Redundancy or termination payment arrangements in the modern award are described in the award as an industry specific redundancy scheme.


So I don't know how altogether helpful that is but what I would say is that the variations proposed don't effect – well, our submission is they don't effect the industry specific character so aren't at odds with section 141.


VICE PRESIDENT HATCHER:  I think the point the CFMEU makes having regard to the 2009 decision is that the character of the scheme was marked as a balancing between, in some respects, lower redundancy benefits with corresponding other benefits in terms of the wider scope of coverage.  So on one view by taking out the wider scope of coverage you're unbalancing the scheme, and destroying its industry character.  That is, you end up with a scheme that's less beneficial than the NES without any of the corresponding advantages which caused the Commission to approve it in the first place.  You might say that goes back to a primary position to abolish it altogether but if you get back to the alternative position it seems to me that that's right, isn't it?  It changes the balance of the scheme in terms of benefits and detriments to employees and employers?


MS ADLER:  I'd still suggest that the retention of the payment scheme in the current provision retains an element of that balance.  I take your point that by amending that definition or changing who it applies to distinguishes that from what has historically been the case, but I think we need to view those changes and whatever offset or balancing proposition was put when this provision was developed against the current framework and the job during this four yearly review about the modern awards objectives and whether or not the award, as it is now, meets those objectives.


VICE PRESIDENT HATCHER:  We follow from your primary case that there could no longer be an exemption for employers who contribute to the industry scheme?


MS ADLER:  An exemption in what sense?


VICE PRESIDENT HATCHER:  The current scheme provides that if you contribute to the industry scheme ‑ ‑ ‑




VICE PRESIDENT HATCHER:  ‑ ‑ ‑you don't have to do anything under the award clause and you're effectively exempt from the NES as well.  If we scrap the industry scheme you'd simply have the NES operating, and anybody contributing to the industry scheme could not have an exemption that they currently have.


MS ADLER:  I might characterise it as an offset instead of exemption.


DEPUTY PRESIDENT GOSTENCNIK:  But how would those contributing have offset?  Because most obligations to make contributions arise out of an agreement.




DEPUTY PRESIDENT GOSTENCNIK:  And the term of an agreement can't exclude the operation of an NES provision or any of its terms, and so that if the NES applied then those employers covered by enterprise agreements would have the double whammy of having to make payments pursuant to the NES and continue their contributions under the obligations in the agreement.


MS ADLER:  I guess my membership predominantly not covered by enterprise agreements predominantly not subject to those funds and how they're arranged.  I do understand that each fund operates almost on its deed and in its own way.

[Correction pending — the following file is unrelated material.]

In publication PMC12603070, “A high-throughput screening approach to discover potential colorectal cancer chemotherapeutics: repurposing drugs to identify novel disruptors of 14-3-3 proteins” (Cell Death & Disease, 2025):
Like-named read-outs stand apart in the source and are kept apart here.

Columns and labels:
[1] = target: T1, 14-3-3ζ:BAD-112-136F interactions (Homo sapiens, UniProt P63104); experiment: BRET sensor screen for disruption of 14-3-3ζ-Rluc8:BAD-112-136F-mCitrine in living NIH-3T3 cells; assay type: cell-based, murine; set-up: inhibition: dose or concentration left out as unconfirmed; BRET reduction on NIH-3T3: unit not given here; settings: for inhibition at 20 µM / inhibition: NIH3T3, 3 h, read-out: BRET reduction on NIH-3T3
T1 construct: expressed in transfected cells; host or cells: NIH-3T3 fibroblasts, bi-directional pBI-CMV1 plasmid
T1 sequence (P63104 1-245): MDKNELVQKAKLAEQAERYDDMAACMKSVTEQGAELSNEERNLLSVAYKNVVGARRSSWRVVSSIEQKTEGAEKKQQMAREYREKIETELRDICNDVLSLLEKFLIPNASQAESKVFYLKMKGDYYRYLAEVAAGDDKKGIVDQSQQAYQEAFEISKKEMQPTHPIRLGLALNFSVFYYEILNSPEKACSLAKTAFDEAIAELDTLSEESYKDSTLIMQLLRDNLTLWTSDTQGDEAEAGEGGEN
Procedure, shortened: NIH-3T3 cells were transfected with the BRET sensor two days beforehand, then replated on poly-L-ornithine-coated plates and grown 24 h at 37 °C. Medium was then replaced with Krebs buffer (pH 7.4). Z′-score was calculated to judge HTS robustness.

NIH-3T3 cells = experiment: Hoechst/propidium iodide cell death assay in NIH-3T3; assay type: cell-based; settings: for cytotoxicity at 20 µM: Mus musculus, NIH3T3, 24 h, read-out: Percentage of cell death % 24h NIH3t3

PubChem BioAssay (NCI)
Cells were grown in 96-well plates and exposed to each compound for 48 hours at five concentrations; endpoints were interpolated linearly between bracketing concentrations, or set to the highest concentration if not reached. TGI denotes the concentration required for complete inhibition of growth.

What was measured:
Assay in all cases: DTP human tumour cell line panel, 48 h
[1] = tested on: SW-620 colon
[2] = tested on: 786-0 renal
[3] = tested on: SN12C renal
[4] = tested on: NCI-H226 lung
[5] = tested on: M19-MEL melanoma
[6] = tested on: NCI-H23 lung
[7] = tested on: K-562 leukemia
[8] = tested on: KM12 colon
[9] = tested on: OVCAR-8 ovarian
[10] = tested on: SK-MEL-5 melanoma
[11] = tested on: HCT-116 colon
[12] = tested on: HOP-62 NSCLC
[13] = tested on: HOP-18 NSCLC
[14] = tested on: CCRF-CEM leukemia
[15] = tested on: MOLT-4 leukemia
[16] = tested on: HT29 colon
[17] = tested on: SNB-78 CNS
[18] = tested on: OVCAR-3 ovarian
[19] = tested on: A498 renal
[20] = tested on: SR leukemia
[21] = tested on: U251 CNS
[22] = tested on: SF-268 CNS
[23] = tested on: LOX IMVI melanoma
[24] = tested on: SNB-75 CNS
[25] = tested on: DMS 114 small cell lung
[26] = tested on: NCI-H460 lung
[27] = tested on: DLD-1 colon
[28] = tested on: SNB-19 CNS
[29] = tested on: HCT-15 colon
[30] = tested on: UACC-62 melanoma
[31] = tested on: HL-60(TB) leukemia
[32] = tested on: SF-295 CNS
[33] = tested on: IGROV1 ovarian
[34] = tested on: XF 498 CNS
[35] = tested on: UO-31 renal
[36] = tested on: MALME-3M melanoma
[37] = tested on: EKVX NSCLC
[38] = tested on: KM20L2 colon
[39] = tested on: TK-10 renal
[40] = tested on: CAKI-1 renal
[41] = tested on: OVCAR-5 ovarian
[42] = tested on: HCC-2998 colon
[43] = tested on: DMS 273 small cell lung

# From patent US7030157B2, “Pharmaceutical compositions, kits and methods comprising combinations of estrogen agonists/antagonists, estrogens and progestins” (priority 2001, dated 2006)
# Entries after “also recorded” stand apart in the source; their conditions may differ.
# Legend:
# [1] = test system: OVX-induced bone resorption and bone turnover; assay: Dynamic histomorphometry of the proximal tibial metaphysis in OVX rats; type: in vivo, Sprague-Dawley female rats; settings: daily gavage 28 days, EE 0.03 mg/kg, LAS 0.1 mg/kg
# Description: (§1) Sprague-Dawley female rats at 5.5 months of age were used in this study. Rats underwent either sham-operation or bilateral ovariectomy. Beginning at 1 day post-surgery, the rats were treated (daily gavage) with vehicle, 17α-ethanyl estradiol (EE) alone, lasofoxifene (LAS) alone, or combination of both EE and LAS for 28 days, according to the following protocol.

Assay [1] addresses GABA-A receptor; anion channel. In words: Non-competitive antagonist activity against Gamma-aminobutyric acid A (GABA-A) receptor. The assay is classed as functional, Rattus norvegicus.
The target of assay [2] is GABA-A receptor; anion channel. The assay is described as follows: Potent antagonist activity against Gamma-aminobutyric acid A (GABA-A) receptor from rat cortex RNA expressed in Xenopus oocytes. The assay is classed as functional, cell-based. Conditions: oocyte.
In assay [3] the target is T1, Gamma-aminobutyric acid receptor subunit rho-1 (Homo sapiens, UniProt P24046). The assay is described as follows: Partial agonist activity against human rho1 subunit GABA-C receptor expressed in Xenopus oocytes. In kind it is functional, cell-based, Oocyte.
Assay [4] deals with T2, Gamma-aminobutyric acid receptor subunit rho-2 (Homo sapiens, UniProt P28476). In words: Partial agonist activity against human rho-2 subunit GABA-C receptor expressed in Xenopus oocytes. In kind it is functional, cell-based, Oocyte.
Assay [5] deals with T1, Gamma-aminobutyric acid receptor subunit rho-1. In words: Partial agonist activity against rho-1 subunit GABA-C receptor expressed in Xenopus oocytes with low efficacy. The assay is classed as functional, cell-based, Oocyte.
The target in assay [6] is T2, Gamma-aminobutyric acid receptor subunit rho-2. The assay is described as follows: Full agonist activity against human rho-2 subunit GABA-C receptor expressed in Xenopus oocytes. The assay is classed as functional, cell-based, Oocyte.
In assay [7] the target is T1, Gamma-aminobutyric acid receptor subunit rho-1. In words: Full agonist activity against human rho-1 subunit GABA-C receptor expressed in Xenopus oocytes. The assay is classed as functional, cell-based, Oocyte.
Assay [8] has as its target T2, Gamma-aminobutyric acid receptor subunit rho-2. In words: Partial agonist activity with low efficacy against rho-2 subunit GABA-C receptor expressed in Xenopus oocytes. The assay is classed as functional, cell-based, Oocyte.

MS ADLER:  I wouldn't want to be presumptuous but there may be ways within that mechanism to deal with these issues.  I don't know.  Our primary position comes from those of small business who, in the residential construction industry, were having to pay under this provision when employees resign, and I guess that's as much information as I can provide to the Bench on that.


The second matter that I'd just like to raise, and it's a nuance that hasn't sort of been raised yet, and that's when the modern awards were made, particularly in the on-site award, there was an introduction of weekly hire arrangements across the board.  Prior to that we had daily hire which applied to most classifications, but with the introduction of weekly hire engagement I would say that that changed the nature of engagement under the award, and that the proposition that the industry specific scheme dealt with the itinerant project base nature of the industry which may have been true at the time, with the introduction of weekly hire employment, there was definitely a shift in the character of how engagement was made under the award, and that hasn't been raised yet so I just wanted to bring that to the attention of the Bench.


The third matter that I'd just briefly like to raise is Mr Crawshaw talked about proponents of application needing to prove a significant change in circumstances in order for the Bench to grant a variation application, and on reviewing the preliminary issues decision [2014] FWCFB 1788 at paragraph 60 where the Bench summarised the circumstances wherein each review would take place and I quote the Bench stated that:


However, where a significant change is proposed it must be supported by a submission which addresses the relevant legislative provisions and be accompanied by probative evidence properly directed to demonstrating the facts supporting the proposed variation.


So we're not talking about needing to prove a significant change in circumstances.  We're talking about where a significant change is proposed it has to be supported by evidence.  I just wanted to point out the difference between what is actually the framework when this review is carried out and what Mr Crawshaw had put earlier.